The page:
- The Washington Times - Sunday, January 18, 2009



Two homes flood after main break

Two Prince George’s County homes were flooded and two more were evacuated as a precaution after a 3 1/2-foot water main broke overnight, the Washington Suburban Sanitary Commission said.

The break occurred about 2:30 a.m. Saturday in the 5000 block of Henderson Road in the Temple Hills area.

The basements of two homes near where the main broke flooded, commission spokesman John White said. Water service was restored to most customers in the area while crews continued to repair the main.

There were numerous breaks overnight because of low temperatures, Mr. White said.


Convicted murderer escapes prison

A convicted murderer has escaped from a Western Maryland prison, a Division of Correction official said.

Kanderlario Garcia-Ramos apparently jumped the fence Saturday morning at the Maryland Correctional Institution in Hagerstown, a medium security men’s prison that holds abut 2,000 inmates, division spokesman Mark Vernarelli said. Maryland State Police were immediately alerted, Mr. Vernarelli said.

Court records show that Garcia-Ramos in June entered an Alford plea to first-degree murder in Prince George’s County Circuit Court in a December 2007 killing. In an Alford plea, the defendant does not admit guilt but acknowledges the state has enough evidence to convict.

Garcia-Ramos was sentenced to life in prison with all but 40 years suspended.


New hearing set on nuclear deal

Maryland’s Public Service Commission will conduct hearings on the deal between Constellation Energy Group and Electricite de France International SA, or EDF.

Constellation will sell half of its nuclear power business to French state-controlled nuclear power company EDF for $4.5 billion. That deal scuttled a $4.7 billion offer from a unit of Warren Buffett’s Berkshire Hathaway for all of the company.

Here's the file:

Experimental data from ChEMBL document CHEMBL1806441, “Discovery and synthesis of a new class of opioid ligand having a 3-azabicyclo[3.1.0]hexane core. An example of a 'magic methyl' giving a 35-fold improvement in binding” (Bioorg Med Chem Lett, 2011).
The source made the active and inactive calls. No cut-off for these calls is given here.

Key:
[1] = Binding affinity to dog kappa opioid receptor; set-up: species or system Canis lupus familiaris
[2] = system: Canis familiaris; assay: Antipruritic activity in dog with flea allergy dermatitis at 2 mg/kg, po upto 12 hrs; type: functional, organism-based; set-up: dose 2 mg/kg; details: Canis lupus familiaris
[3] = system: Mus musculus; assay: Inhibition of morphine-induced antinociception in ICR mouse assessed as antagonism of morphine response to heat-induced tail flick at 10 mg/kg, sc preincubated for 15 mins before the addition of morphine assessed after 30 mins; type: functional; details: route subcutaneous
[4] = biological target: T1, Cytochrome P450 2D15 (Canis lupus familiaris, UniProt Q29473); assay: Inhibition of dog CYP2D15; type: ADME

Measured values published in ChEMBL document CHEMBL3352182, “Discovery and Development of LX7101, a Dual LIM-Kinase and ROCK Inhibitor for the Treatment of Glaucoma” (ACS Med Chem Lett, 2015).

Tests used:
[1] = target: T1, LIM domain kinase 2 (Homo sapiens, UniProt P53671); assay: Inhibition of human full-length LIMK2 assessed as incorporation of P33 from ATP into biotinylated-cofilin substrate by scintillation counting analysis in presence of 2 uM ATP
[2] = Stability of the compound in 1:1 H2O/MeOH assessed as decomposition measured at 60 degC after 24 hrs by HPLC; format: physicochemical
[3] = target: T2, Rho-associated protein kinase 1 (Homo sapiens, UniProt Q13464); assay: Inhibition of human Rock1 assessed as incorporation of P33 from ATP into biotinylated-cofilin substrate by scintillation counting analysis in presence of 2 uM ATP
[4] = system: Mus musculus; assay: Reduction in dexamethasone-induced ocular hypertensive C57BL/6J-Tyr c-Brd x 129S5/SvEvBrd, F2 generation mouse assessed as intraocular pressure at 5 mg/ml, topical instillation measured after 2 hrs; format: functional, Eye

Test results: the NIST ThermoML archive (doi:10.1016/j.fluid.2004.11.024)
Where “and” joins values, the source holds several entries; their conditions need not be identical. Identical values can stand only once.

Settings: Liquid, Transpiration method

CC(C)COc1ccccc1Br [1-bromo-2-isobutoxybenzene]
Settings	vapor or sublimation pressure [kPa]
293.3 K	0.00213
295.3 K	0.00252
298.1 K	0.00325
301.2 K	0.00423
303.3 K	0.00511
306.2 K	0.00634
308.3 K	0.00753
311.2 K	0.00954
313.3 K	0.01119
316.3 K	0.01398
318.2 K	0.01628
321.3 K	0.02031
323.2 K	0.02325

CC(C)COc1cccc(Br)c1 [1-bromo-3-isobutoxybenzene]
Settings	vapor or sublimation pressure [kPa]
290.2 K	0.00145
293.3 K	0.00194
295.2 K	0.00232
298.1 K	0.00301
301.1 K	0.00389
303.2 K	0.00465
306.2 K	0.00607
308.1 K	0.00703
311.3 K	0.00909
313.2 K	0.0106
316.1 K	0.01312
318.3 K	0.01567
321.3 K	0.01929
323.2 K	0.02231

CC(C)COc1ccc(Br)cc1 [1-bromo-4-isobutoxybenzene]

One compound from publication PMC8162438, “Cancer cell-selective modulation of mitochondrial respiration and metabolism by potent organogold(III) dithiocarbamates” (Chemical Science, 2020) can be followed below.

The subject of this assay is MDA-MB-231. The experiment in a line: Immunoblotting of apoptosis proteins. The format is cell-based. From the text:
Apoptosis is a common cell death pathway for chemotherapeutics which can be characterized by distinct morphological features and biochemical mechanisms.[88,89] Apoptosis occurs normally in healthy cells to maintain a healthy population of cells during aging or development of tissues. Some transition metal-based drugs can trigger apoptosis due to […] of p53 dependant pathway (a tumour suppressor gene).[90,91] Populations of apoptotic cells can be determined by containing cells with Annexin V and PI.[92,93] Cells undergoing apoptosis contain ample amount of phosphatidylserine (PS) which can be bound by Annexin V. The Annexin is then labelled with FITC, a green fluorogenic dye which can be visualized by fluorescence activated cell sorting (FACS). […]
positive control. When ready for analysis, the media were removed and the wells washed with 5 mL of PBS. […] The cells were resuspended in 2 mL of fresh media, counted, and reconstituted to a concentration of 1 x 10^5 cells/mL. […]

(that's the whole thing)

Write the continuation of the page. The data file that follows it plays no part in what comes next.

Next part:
In an order issued Friday, the state commission will hear oral arguments on the proposed transaction on March 6. It has ordered Constellation to provide documents filed with any other regulatory agencies relating to the proposed EDF transaction.

In the same order, the state commission withdrew its case on the Berkshire Hathaway transaction.



Historic painting donated to park

A Conway, N.H., art collector is returning to Virginia a painting depicting a scene from the South’s surrender at Appomattox.

The landscape by German-born painter George Leo Frankenstein is one of nearly 30 he owns, Michael Callis said.

The amateur historian has agreed to donate the painting to Appomattox Court House National Historical Park, the National Park Service said Friday.

The painting shows a rare view of the Appomattox River where Confederates crossed for the surrender, the Park Service said. A historian contacted the Park Service after he saw the painting in a New Hampshire lodge.

In a symbolic gesture, Mr. Callis told the Park Service that he donated the painting that records a nation reunited in honor of President-elect Barack Obama and his former rival, Republican John McCain.

From wire dispatches and staff reports

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